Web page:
Laura Bush shares the special view she took in for eight years

Washington Post Staff Writer
Monday, May 10, 2010

The first lady's dressing room affords one of Washington's great views. It peers down into the Rose Garden and the Oval Office -- a secluded window on history unspooling in real time.

Laura Bush gazed through the pane often, back when the White House was her house. But, as she writes in her new memoir, "Spoken From the Heart," she was "always careful to stand just inside the frame so that no one could spot me."

That window also frames the paradox of Mrs. Bush. Loved -- really, really loved -- by so many in the public for not drawing too much attention to herself and for, mostly, staying out of affairs of state; a source of frustration for much of the capital intelligentsia who always wanted more of her, who viewed her as impenetrable, the most unknowable of unknowables, hidden behind a perfect smile and unshakably genteel manner. They always suspected there was an inner life behind the outer composure, but they struggled to see it and chafed that she wouldn't let them peek inside.

She's smiling and genteel, of course, when the sea of Secret Service agents parts, and the door to a suite at the Four Seasons in Georgetown swings open. "Come on in," she says in that instantly familiar, inviting West Texas way, drawing out the vowels.

She sits comfortably in an upholstered chair, wearing a cream-colored Oscar de la Renta pantsuit -- the same Oscar de la Renta who designed that famous red dress, the one that Mrs. Bush loves to joke about because she and three other women wore it to the same White House reception in 2006. In the suite, there's a window to her back -- and no fashion overlaps. Here, though, a year and a half since vacating the White House, it's less clear whether she's still hidden inside the frame or venturing outside of it.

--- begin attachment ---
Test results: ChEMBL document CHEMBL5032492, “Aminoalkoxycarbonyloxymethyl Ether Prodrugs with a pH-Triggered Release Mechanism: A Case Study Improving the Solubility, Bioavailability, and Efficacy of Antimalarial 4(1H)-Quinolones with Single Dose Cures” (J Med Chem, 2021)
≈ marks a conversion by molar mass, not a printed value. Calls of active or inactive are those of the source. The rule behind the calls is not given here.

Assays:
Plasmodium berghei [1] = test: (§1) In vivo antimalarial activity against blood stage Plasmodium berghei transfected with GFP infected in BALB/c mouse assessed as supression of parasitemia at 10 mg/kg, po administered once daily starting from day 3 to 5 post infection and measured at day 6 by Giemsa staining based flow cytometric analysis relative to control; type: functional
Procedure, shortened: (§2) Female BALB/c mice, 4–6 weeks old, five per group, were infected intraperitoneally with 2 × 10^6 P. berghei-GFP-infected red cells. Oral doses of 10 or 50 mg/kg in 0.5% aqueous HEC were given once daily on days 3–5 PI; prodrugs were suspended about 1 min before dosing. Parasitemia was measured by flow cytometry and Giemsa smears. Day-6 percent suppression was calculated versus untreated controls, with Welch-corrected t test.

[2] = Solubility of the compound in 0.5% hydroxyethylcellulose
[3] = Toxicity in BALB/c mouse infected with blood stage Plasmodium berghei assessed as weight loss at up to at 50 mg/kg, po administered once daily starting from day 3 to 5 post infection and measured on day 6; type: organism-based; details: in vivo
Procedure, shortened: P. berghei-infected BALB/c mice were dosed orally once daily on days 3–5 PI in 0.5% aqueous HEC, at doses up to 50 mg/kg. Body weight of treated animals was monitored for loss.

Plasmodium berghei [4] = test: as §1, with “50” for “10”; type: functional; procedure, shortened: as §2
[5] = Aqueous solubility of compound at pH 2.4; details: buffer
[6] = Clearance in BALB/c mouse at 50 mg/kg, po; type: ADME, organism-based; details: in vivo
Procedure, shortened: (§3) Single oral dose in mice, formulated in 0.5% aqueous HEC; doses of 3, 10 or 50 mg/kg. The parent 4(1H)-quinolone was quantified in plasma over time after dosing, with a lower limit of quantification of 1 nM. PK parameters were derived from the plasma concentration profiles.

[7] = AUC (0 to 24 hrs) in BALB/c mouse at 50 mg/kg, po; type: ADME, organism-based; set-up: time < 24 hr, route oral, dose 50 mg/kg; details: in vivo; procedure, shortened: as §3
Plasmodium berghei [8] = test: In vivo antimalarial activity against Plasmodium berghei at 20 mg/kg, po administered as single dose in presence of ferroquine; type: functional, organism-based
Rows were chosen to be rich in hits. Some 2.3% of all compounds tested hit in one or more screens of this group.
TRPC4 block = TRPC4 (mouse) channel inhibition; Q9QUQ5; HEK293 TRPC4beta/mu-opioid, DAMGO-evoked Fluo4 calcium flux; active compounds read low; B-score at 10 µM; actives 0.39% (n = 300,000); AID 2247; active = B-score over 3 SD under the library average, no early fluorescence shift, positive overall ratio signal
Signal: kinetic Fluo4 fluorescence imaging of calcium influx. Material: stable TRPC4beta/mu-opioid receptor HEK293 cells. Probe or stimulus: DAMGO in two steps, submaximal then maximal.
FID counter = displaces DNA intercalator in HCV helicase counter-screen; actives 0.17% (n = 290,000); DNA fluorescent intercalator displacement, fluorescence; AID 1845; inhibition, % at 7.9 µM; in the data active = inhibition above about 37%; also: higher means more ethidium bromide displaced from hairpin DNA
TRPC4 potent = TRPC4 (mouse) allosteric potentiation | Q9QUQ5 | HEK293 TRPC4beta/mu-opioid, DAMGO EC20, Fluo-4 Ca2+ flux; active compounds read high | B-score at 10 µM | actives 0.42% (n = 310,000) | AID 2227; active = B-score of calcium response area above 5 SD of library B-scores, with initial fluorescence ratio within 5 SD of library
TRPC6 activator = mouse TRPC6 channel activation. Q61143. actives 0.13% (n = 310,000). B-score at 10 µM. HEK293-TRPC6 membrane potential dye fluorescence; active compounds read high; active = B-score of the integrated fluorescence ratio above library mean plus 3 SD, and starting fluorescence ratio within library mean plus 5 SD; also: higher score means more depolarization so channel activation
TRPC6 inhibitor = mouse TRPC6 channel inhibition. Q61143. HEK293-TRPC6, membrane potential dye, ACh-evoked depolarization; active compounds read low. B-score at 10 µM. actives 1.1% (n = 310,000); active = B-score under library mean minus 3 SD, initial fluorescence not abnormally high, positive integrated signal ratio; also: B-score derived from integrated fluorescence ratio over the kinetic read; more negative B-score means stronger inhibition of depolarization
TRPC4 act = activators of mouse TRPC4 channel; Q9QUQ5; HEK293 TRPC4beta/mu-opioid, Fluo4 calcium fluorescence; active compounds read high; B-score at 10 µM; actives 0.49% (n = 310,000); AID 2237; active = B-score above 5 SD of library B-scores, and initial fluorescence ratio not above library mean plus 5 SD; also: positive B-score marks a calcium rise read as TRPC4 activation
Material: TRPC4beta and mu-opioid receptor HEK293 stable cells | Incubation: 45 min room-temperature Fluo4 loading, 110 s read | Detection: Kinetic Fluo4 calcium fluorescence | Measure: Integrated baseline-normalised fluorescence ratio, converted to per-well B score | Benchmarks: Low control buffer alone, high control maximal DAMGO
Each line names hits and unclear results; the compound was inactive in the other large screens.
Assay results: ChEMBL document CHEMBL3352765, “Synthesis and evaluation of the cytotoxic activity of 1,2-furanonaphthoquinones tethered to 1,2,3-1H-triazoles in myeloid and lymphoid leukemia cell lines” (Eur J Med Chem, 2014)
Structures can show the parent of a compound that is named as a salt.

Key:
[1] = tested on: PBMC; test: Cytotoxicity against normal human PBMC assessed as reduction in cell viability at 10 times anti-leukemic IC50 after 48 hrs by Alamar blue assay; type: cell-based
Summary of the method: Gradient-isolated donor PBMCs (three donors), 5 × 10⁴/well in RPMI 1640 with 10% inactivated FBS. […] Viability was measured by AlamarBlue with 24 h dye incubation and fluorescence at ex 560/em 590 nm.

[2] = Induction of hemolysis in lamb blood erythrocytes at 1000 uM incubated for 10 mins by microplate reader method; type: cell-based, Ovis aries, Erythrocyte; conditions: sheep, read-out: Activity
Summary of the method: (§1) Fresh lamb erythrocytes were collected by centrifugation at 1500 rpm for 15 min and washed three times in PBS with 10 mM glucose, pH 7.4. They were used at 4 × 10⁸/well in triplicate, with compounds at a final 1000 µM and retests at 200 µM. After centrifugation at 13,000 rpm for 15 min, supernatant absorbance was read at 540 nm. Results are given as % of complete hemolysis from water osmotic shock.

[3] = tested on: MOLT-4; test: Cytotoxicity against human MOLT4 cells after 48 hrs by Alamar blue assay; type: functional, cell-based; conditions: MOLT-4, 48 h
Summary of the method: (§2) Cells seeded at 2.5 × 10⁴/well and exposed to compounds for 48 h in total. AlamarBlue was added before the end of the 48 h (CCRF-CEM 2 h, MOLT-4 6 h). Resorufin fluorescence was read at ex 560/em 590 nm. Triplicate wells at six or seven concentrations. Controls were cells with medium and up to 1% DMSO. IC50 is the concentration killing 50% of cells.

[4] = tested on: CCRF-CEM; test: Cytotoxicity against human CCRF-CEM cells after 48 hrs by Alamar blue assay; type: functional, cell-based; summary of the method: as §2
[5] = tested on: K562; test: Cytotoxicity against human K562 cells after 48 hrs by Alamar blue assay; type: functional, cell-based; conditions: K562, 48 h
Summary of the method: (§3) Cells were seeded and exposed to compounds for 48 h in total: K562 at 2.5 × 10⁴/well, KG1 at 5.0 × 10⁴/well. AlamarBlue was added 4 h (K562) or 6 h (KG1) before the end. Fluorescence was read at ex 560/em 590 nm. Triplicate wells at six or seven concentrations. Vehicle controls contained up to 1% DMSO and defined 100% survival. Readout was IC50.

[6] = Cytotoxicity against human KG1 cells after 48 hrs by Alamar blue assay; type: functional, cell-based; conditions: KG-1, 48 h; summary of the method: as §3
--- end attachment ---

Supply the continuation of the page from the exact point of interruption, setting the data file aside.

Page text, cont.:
First ladies, she says after a few minutes, suffer from the standard reductionist treatment. They're viewed as one type or another -- Hillary Clinton, hashing out legislation from a West Wing office, or Lady Bird Johnson tending flowers. The truth of Laura Bush, and the others, "is more complicated," she says. But the portrayals, inevitably, are "flat and one-dimensional."

"It's frustrating," she says.

In her book -- now zooming to the upper reaches of bestseller lists -- Mrs. Bush looks to add that third dimension. With the aid of Lyric Winik, a gifted crafter of sentences, she writes for the first time about losing her faith for years after that dark Texas night when she -- just 17 years old -- drove through a stop sign and killed a high school friend who was in a car crossing the same intersection. The unfailingly polite former first lady slams a few journalists by name in the book and confides that she was "unnerved" by the "nasty things" written about her predecessor's hairstyles.

While appreciative of the luxuries extended to the first family, she also makes it clear that she had to reach into her own pocket to pay for meals and family parties -- "if the girls came home or we had friends to dinner or guests who stayed overnight, we were billed," she writes. She adds, however, that paying for such expenses "is more than fair."

Keeping up appearances was costly, as well. Almost every morning, she says, she paid for a stylist to come to the White House and blow-dry her hair.

Really? How much could that have run?

Here, she stiffens ever so slightly. She's still smiling, but . . .

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